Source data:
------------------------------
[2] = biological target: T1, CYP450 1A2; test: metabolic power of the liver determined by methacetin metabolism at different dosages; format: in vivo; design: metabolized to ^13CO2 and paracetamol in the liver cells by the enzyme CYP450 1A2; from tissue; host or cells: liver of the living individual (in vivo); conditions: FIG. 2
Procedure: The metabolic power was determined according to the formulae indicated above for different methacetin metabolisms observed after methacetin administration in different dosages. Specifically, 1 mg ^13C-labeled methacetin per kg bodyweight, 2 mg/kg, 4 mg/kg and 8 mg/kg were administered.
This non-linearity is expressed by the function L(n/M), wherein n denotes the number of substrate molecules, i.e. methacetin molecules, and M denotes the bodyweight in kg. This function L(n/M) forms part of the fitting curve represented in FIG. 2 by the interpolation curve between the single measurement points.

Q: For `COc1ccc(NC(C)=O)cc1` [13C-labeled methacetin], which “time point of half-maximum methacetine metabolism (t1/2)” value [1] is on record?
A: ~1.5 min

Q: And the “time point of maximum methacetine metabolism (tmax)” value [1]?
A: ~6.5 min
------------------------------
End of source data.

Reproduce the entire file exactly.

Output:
[2] = biological target: T1, CYP450 1A2; test: metabolic power of the liver determined by methacetin metabolism at different dosages; format: in vivo; design: metabolized to ^13CO2 and paracetamol in the liver cells by the enzyme CYP450 1A2; from tissue; host or cells: liver of the living individual (in vivo); conditions: FIG. 2
Procedure: The metabolic power was determined according to the formulae indicated above for different methacetin metabolisms observed after methacetin administration in different dosages. Specifically, 1 mg ^13C-labeled methacetin per kg bodyweight, 2 mg/kg, 4 mg/kg and 8 mg/kg were administered.
This non-linearity is expressed by the function L(n/M), wherein n denotes the number of substrate molecules, i.e. methacetin molecules, and M denotes the bodyweight in kg. This function L(n/M) forms part of the fitting curve represented in FIG. 2 by the interpolation curve between the single measurement points.

Q: For `COc1ccc(NC(C)=O)cc1` [13C-labeled methacetin], which “time point of half-maximum methacetine metabolism (t1/2)” value [1] is on record?
A: ~1.5 min

Q: And the “time point of maximum methacetine metabolism (tmax)” value [1]?
A: ~6.5 min